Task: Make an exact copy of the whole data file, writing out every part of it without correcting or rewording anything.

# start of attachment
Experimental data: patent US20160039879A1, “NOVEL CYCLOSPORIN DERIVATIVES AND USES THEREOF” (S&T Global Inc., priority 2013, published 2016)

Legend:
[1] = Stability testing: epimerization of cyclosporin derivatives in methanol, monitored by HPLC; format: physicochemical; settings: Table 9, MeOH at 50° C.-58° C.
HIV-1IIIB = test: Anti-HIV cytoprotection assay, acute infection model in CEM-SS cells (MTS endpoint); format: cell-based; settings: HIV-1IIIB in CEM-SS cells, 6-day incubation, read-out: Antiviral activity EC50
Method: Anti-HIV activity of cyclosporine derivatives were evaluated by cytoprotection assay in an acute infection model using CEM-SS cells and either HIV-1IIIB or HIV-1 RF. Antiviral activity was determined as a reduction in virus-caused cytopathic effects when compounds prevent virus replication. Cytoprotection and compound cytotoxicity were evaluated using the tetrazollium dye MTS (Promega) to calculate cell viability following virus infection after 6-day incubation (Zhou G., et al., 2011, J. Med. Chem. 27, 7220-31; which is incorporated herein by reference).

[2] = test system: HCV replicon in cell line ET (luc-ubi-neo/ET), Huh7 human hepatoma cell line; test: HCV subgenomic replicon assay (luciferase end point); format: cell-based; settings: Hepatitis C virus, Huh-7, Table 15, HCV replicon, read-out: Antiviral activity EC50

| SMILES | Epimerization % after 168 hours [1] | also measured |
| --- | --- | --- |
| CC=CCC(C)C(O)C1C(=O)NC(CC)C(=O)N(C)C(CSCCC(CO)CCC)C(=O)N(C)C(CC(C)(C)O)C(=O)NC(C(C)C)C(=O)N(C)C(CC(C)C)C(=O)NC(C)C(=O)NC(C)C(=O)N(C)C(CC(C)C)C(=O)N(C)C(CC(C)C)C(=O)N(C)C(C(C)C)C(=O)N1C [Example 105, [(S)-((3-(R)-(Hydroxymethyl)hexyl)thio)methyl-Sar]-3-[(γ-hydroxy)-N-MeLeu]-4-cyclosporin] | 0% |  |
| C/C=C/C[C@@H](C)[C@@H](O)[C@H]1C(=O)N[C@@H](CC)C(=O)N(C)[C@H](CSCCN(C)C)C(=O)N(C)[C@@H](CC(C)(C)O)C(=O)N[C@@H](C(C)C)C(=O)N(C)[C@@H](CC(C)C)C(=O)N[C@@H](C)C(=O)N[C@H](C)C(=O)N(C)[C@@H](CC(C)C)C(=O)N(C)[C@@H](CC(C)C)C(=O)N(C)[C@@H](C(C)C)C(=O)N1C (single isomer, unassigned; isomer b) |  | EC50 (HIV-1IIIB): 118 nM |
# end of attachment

Experimental data: patent US20160039879A1, “NOVEL CYCLOSPORIN DERIVATIVES AND USES THEREOF” (S&T Global Inc., priority 2013, published 2016)

Legend:
[1] = Stability testing: epimerization of cyclosporin derivatives in methanol, monitored by HPLC; format: physicochemical; settings: Table 9, MeOH at 50° C.-58° C.
HIV-1IIIB = test: Anti-HIV cytoprotection assay, acute infection model in CEM-SS cells (MTS endpoint); format: cell-based; settings: HIV-1IIIB in CEM-SS cells, 6-day incubation, read-out: Antiviral activity EC50
Method: Anti-HIV activity of cyclosporine derivatives were evaluated by cytoprotection assay in an acute infection model using CEM-SS cells and either HIV-1IIIB or HIV-1 RF. Antiviral activity was determined as a reduction in virus-caused cytopathic effects when compounds prevent virus replication. Cytoprotection and compound cytotoxicity were evaluated using the tetrazollium dye MTS (Promega) to calculate cell viability following virus infection after 6-day incubation (Zhou G., et al., 2011, J. Med. Chem. 27, 7220-31; which is incorporated herein by reference).

[2] = test system: HCV replicon in cell line ET (luc-ubi-neo/ET), Huh7 human hepatoma cell line; test: HCV subgenomic replicon assay (luciferase end point); format: cell-based; settings: Hepatitis C virus, Huh-7, Table 15, HCV replicon, read-out: Antiviral activity EC50

| SMILES | Epimerization % after 168 hours [1] | also measured |
| --- | --- | --- |
| CC=CCC(C)C(O)C1C(=O)NC(CC)C(=O)N(C)C(CSCCC(CO)CCC)C(=O)N(C)C(CC(C)(C)O)C(=O)NC(C(C)C)C(=O)N(C)C(CC(C)C)C(=O)NC(C)C(=O)NC(C)C(=O)N(C)C(CC(C)C)C(=O)N(C)C(CC(C)C)C(=O)N(C)C(C(C)C)C(=O)N1C [Example 105, [(S)-((3-(R)-(Hydroxymethyl)hexyl)thio)methyl-Sar]-3-[(γ-hydroxy)-N-MeLeu]-4-cyclosporin] | 0% |  |
| C/C=C/C[C@@H](C)[C@@H](O)[C@H]1C(=O)N[C@@H](CC)C(=O)N(C)[C@H](CSCCN(C)C)C(=O)N(C)[C@@H](CC(C)(C)O)C(=O)N[C@@H](C(C)C)C(=O)N(C)[C@@H](CC(C)C)C(=O)N[C@@H](C)C(=O)N[C@H](C)C(=O)N(C)[C@@H](CC(C)C)C(=O)N(C)[C@@H](CC(C)C)C(=O)N(C)[C@@H](C(C)C)C(=O)N1C (single isomer, unassigned; isomer b) |  | EC50 (HIV-1IIIB): 118 nM |